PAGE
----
Stability of the Pittsburgh Sleep Quality Index and the Epworth Sleepiness Questionnaires over 1 year in early middle-aged adults: The CARDIA Study

Department of Health Studies, University of Chicago, 5841 S. Maryland Ave, MC2007, Chicago, IL 60637, USA.
Sleep (Impact Factor: 4.59). 12/2006; 29(11):1503-6.
Source: PubMed


To describe the stability of the Pittsburgh Sleep Quality Index (PSQI) and the Epworth Sleepiness Scale (ESS) scores over 1 year among a population-based sample of black and white early middle-aged adults.
More than 600 participants, aged 38 to 50 years, from the Chicago site of the Coronary Artery Risk Development in Young Adults (CARDIA) Study.
The PSQI and ESS were completed twice, approximately 1 year apart, between 2003 and 2005. Seven PSQI 4-level component scores, a global PSQI score, and the ESS scores were calculated. A PSQI global score greater than 5 was classified as poor quality sleep, and an ESS score greater than 10 was classified as high daytime sleepiness.
The mean+/-SD PSQI score was 5.7+/-3.1 in Year 1 and 5.9+/-3.1 in Year 2. The mean ESS score was 7.4+/-4.3 in Year 1 and 7.2+/-4.2 in Year 2. The Pearson correlation coefficient for the PSQI score in both years in the full sample was .68 and ranged from .54 among black men to .72 among black women. The Pearson correlation coefficient for the ESS score in both years in the full sample was .76 and ranged from .70 among black men to .80 among white men. In the full sample, 76% had the same PSQI dichotomous classification, and 85% had the same ESS dichotomous classification in both years.
These results suggest that the PSQI and ESS are stable measures of sleep quality and sleepiness over the past year in early middle-aged adults.

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Available from: Kristen L Knutson, Oct 01, 2015
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    • "It is thought that reductions in sleep quality results in longer exposure to elevated sympathetic nervous system activity and to waking physical and psychological stressors [2]. Consequently, there is growing evidence that significant correlations exist between poor sleep quality and the development of comorbid conditions including obesity, hypertension, diabetes mellitus, pain, and even death [2] [3] [4] [5] [6] [7] [8] [9]. "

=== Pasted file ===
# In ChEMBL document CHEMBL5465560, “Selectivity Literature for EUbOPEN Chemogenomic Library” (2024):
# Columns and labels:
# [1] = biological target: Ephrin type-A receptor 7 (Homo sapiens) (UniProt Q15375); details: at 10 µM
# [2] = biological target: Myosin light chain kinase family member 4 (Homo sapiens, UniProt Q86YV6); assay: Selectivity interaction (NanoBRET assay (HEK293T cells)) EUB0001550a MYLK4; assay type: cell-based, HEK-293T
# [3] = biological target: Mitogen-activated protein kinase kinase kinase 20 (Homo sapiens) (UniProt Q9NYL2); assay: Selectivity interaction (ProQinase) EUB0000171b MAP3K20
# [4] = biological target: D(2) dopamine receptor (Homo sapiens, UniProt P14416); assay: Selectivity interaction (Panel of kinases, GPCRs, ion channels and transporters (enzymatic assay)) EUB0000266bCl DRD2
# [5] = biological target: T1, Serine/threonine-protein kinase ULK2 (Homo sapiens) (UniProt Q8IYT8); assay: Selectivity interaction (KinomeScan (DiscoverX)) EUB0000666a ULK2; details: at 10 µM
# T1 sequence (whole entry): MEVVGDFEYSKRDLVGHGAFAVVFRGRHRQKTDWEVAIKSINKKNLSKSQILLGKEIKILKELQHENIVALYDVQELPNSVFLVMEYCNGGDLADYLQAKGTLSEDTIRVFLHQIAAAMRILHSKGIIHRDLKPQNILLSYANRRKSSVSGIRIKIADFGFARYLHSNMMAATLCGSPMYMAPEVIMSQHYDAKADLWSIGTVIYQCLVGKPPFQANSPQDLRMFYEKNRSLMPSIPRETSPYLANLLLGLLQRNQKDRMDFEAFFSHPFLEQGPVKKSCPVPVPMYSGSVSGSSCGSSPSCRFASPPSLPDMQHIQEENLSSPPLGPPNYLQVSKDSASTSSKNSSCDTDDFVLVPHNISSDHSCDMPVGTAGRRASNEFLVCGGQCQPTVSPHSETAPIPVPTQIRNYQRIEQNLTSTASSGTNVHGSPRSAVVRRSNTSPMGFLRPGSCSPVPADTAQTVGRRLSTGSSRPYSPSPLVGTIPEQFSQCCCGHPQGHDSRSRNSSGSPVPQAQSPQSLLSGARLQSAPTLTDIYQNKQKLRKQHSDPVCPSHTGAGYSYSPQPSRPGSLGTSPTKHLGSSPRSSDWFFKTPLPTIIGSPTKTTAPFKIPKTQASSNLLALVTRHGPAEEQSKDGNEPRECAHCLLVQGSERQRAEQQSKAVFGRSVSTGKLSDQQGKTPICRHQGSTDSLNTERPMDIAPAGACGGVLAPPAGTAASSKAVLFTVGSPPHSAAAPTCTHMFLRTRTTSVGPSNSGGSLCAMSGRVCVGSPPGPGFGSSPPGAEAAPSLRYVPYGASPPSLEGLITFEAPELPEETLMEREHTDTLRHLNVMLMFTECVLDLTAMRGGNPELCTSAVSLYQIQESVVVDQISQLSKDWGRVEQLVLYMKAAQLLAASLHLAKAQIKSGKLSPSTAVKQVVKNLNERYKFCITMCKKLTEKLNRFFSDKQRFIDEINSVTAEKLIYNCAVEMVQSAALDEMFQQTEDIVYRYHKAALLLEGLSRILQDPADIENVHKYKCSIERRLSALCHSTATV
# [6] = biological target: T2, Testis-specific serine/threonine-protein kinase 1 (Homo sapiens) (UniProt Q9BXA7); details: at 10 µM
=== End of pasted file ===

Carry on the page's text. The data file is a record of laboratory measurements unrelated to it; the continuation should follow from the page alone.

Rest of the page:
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    ABSTRACT: Objective. Sleep disturbances are common in patients with carpal tunnel syndrome (CTS). This study investigates the impact of CTS on sleep quality and clarifies the magnitude of this relationship. Methods. This is a prospective investigation of patients with CTS. Patients responded to the Levine-Katz Carpal Tunnel and the Pittsburgh Sleep Quality Index (PSQI) questionnaires to assess symptom severity and quality, respectively. Descriptive and bivariate analyses summarized the findings and assessed the correlations between CTS severity and sleep quality parameters. Results. 66 patients (53F, 13M) were enrolled. Patients reported a sleep latency of 30.0 (±22.5) minutes, with a total sleep time of 5.5 (±1.8) hours nightly. Global PSQI score was 9.0 (±3.8); 80% of patients demonstrated a significant reduction in sleep quality (global PSQI score >5). Increased CTS symptom and functional severity both resulted in a significant reduction in quality and time asleep. Both significantly correlated with subjective sleep latency, sleep disturbance, use of sleep promoting medications, daytime dysfunction, and overall global PSQI score. Conclusions. The findings confirm the correlation of sleep disturbances to CTS, that is, significant reduction of sleep duration and a correlation to sleep quality. Patients sleep 2.5 hours less than recommended and are at risk for comorbid conditions.
    02/2014; 2014:962746. DOI:10.1155/2014/962746
    • "Kingshott et al., 1998 [40] Fair e e e 22. Kingshott, Engleman et al., 1998 [46] e e Good e 23. Knutson et al., 2006 [35] e Poor e e 24. Martin et al., 1997 [84] e e Fair e 25. "
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    • "It includes subscales assessing sleep latency, sleep duration, sleep disturbances, and daytime-dysfunction. Several psychometric aspects of the PSQI have been investigated and reported, such as internal consistency, reliability and construct validity, and stability over 1 year among a population-based sample (Curcio et al., in press; Backhaus et al., 2002; Buysse et al., 1989; Knutson et al., 2006; Carpenter and Andrykowski, 1998). A global score above 5 has been found to be a reliable and validated indicator for clinically relevant pathological sleep (Backhaus et al., 2002; Curcio et al., in press; Aloba et al., 2007). "
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